Post-transplant lymphoproliferative disorder (PTLD) is a well-recognized and potentially fatal complication of cardiac transplantation that commonly involves the gastrointestinal tract. Herein, we report a case of life-threatening gastrointestinal bleeding from recurrent terminal ileac ulcers mimicking PTLD in a heart recipient treated with everolimus (EVL). A 40-year-old man underwent heart transplantation for dilated cardiomyopathy 3 years prior to the current admission and was treated with tacrolimus and EVL. He was admitted to a local hospital because of fever, abdominal pain, and diarrhea. His symptoms persisted and, 3 weeks later, hematochezia occurred; thus, he was transferred to our hospital. As computed tomography and 18F-fluorodeoxyglucose positron emission tomography showed bowel-wall thickening of the terminal ileum, gastrointestinal PTLD was initially suspected. However, although colonoscopy— performed after switching EVL to mycophenolate mofetil (MMF)—showed terminal ileac ulcers, the histologic examination revealed no findings corresponding to PTLD. As EVL may delay ulcer healing, MMF was maintained for 3 months. After repeated colonoscopy showed ulcer healing, MMF was switched back to EVL for cardiac allograft vasculopathy prevention. Three weeks later, he was emergently admitted to a local hospital for life-threatening gastrointestinal bleeding from a recurrent terminal ileal ulcer, which required hemostatic forceps hemostasis. As EVL is suspected to be associated with recurrent ileal ulcers, EVL was again switched back to MMF. The ileal ulcers resolved, without recurrence in 3 months of clinical follow-up. This case demonstrates that cases of life-threatening gastrointestinal bleeding from recurrent terminal ileac ulcers can mimic PTLD in a heart recipient treated with EVL.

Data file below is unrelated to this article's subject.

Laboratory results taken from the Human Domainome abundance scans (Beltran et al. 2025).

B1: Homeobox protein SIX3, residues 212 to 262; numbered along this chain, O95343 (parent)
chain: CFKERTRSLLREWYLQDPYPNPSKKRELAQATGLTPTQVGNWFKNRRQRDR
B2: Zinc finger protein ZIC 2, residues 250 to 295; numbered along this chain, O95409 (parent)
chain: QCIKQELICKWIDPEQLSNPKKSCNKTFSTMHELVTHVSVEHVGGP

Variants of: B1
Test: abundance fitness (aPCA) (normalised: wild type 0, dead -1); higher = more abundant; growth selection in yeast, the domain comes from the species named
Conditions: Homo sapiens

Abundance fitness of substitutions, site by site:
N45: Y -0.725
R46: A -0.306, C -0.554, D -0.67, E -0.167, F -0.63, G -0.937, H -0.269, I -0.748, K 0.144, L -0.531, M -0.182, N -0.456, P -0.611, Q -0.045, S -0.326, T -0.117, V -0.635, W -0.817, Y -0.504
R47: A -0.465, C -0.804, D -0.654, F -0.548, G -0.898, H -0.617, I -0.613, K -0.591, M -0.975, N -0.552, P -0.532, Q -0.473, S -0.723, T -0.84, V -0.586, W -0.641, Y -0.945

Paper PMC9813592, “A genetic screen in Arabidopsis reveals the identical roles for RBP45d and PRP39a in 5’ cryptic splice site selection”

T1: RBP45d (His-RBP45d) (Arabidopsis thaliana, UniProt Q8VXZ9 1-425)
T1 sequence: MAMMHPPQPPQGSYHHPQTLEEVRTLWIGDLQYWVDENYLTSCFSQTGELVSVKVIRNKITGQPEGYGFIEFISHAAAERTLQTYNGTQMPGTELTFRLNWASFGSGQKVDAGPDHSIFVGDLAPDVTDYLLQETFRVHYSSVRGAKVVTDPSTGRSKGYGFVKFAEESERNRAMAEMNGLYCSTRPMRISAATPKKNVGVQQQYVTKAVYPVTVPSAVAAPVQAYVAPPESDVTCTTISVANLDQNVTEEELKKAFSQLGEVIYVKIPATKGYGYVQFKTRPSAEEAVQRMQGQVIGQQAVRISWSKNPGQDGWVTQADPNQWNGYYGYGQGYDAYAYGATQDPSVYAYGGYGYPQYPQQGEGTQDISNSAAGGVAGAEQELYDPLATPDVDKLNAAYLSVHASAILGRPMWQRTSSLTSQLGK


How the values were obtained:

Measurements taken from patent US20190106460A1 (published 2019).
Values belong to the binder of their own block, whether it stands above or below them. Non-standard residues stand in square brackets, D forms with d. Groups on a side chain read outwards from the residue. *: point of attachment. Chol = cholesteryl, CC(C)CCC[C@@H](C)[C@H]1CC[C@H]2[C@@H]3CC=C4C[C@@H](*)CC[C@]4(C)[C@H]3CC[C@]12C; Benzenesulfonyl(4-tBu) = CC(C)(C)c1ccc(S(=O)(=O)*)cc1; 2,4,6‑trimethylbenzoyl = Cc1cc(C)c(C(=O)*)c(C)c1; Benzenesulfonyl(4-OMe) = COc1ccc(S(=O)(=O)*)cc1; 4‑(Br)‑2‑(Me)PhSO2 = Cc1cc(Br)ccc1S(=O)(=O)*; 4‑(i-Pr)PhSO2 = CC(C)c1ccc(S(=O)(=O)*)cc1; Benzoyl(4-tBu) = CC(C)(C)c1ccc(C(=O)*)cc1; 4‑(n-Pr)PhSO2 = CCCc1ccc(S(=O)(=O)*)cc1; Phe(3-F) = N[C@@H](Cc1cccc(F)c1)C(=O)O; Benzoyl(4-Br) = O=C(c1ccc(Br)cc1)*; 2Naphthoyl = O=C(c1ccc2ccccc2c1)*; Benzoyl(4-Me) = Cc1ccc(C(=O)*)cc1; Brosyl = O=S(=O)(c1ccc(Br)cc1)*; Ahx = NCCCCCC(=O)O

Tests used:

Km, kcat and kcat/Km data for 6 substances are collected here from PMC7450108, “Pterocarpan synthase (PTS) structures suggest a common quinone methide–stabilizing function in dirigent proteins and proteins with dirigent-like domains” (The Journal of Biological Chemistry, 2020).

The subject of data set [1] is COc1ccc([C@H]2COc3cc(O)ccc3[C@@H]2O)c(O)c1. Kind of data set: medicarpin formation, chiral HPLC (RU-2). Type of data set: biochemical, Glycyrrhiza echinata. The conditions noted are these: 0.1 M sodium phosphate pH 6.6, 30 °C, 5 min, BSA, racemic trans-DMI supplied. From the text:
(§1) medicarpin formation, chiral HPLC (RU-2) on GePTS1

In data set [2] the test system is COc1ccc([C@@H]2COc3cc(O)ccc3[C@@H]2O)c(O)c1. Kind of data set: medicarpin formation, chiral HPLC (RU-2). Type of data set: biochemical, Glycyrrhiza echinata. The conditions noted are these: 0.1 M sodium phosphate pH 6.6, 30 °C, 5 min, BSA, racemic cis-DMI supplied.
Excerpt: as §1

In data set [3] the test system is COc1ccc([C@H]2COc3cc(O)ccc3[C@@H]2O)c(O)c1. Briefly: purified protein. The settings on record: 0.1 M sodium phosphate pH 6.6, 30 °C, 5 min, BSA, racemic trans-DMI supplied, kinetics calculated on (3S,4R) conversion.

|Number of pages||4|
|Publication status||Published - Dec 2018|
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